Minnesota Republican Party leaders are urging party unity today as they face a frustrated group of party activists who are wondering how the party ended up with a debt of nearly $2 million.
Roughly 350 GOP delegates are attending the State Central Committee meeting in St. Cloud this morning. They are scheduled to elect a new party chair but it comes as party officials are disclosing that the party's finances are much worse than previously reported.
"I know we have a trust issue," RNC Committeeman Jeff Johnson told the delegates. He said the party is working to disclose everything to ensure greater accountability.
"Even though that might not be politically smart, we decided we had to do that," Johnson said.
Johnson and Mike Vekich, an accountant who voluntarily did a financial review of the party's finances, discussed the party's debt to the delegates. They released the information on Friday with the hopes of giving delegates enough information to digest the information.
They say the party is roughly $1.9 million in debt. It includes $415 thousand in unreported debts, $717 in legal fees from the 2010 gubernatorial recount, $120 thousand in remaining FEC fines and $430 in previously reported debt.
Party leaders say they don't believe they're obligated to pay the legal fees from the recount but say "it's under legal review."
Members of the party's executive committee ramped up a review of the party's finances this month after Tony Sutton abruptly resigned earlier this month. Sutton hasn't returned calls to discuss the party's finances but issued a statement saying 2010 was a hard fought election in a difficult fundraising environment.
He has reportedly signed a letter obligating the party to pay the legal bills from the 2010 recount but party officials dispute that.
Vekich announced that the legal fees are $330 thousand to Trimble and Associates, $212 thousand to Briggs and Morgan and $175 thousand to Brian Cave and Associates.
Some delegates said they wanted greater detail.
"Where are the receipts? Where are the vouchers?," Bloomington delegate Jim Taylor asked party leaders. "I want to examine it now. I want to see it all. And can the other past chairs be held personally liable?"
Party leaders didn't say if they'll sue former leaders over the party's finances. They also said they are working with the Federal Election Commission with the hopes that the fines are not as severe because they're being open and honest.
"The hope is if we're coming to them that it would be a little bit more favorable," Johnson said.
Other delegates expressed frustration that the party's debt could be worse.
"Are all of the unknowns known?" Spring Lake Park resident Brian Senn asked.
Vekich said he believed they know all of the party's debts.
"There may be some unknowns but I believe the bulk of what is known is known," Vekich quipped.
Vekich also said they are working to see whether the party is responsible for any payments to a corporation created to host the Midwest Leadership Conference. Acting Chair Kelly Fenton also said she has written documentation that the party isn't responsible for any legal bills related to redistricting which was set up as a corporation as well.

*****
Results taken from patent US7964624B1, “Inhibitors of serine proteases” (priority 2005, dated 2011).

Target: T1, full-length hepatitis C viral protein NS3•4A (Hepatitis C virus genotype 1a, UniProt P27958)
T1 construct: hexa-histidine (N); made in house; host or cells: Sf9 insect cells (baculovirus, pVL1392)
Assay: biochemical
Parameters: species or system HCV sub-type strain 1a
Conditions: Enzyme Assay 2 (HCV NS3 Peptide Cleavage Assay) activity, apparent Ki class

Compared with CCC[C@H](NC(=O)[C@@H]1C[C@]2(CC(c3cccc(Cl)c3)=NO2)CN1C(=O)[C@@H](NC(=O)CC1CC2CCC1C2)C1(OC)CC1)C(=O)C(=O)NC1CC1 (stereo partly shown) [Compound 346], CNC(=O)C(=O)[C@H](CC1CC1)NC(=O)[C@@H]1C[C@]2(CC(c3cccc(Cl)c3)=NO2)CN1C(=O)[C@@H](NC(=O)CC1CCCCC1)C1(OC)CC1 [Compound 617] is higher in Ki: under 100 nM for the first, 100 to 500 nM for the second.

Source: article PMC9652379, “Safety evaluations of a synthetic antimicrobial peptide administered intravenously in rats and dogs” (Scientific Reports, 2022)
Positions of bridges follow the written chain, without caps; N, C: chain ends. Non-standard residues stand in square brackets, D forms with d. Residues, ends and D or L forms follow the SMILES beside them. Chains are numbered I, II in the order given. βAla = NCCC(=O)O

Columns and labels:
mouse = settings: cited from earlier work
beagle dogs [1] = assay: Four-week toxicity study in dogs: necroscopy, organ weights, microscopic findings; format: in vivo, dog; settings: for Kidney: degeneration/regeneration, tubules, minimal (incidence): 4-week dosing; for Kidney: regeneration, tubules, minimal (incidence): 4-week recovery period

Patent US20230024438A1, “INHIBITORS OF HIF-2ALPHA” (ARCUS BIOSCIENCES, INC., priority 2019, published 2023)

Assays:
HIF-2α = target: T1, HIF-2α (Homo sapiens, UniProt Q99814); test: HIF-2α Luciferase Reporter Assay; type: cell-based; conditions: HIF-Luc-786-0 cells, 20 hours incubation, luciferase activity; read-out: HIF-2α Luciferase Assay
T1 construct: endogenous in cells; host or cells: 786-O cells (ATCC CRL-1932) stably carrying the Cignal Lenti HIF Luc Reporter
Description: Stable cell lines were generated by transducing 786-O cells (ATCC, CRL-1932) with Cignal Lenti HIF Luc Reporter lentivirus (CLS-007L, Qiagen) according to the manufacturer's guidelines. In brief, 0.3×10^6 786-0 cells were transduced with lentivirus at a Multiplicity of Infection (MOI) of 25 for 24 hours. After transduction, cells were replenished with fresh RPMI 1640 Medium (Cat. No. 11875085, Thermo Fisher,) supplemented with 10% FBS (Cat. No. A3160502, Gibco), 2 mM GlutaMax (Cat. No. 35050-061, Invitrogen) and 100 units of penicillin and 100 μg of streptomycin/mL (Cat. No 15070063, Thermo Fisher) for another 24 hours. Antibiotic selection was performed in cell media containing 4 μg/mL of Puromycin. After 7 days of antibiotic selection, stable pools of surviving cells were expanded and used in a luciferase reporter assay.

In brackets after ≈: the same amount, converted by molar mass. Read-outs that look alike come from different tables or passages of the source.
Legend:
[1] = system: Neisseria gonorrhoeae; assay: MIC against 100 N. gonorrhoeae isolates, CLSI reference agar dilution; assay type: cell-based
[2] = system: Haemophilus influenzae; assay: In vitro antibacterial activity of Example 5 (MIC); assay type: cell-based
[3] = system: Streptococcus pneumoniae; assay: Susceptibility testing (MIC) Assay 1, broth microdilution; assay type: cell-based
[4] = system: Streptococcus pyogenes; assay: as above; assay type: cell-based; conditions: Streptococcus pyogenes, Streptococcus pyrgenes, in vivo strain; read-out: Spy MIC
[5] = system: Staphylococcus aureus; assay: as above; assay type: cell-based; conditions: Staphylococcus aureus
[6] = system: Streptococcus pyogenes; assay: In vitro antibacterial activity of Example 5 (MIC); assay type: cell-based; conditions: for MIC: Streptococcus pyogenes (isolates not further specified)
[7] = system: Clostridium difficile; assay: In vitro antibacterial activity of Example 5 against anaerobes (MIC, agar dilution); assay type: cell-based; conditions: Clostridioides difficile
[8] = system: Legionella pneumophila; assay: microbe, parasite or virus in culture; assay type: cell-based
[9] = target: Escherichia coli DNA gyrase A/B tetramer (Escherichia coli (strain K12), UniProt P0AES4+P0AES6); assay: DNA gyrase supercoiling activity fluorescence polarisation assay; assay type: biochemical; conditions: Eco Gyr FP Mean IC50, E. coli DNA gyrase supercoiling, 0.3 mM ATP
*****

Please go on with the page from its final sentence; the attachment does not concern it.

Several delegates also questioned why a complete financial audit was not done on the party's books.
"We're going to have to find some money to do that," Johnson said about doing an audit. "It won't be cheap."
Johnson said, however, that they may do a spot check of any questionable receipts that have already been reported.
Acting Chair Kelly Fenton started the meeting by urging the delegates to come together as they head into 2012. It's a critical election year since the race for President, a U.S. Senate race, all eight congressional races and every legislative seat is on the ballot.
Fenton, who was elected Deputy Chair earlier this month, was forced to become Acting Chair when Sutton stepped down.
Fenton warned that the party has to do things differently in light of the party's difficult finances.
"We can't be all things to all people," Fenton said. She said the party needs to work better with grassroots activists and groups.
Republican delegates elected political consultant Pat Shortridge as the next party chair of the Minnesota Republican Party. Shortridge won on the first ballot, receiving 66 percent of the vote. He defeated Second Congressional District Chair Terry McCall and businessman Todd McIntyre.
Shortridge will have some heavy lifting to do. He'll be expected to eliminate a party debt that could be as high as $2 million at a time when lower level contributions are down. Republicans are also heading into the 2012 election without a top tier U.S. Senate candidate to challenge DFL Sen. Amy Klobuchar.
During his speech to delegates, Shortridge said he's optimistic the party will reverse its recent shortcomings.
"We have some management and structural and organizational issues that we can fix and fix them we will," Shortridge said. "Starting this afternoon and for the next ten months and the next ten years so we grow this party to be the long-term governing majority in Minnesota."
Shortridge has not specifically addressed how he would fix the party's debt. He said, however, that he would focus on identifying key Republican voters, improve the party's message and improve party research for candidates.
"We have to get back to the blocking and tackling that make us so successful and lets our guys win at the polls," Shortridge said.
Shortridge also said his top priorities are protecting Republican control of the Minnesota Legislature and protecting the four Republican incumbents in the U.S. House.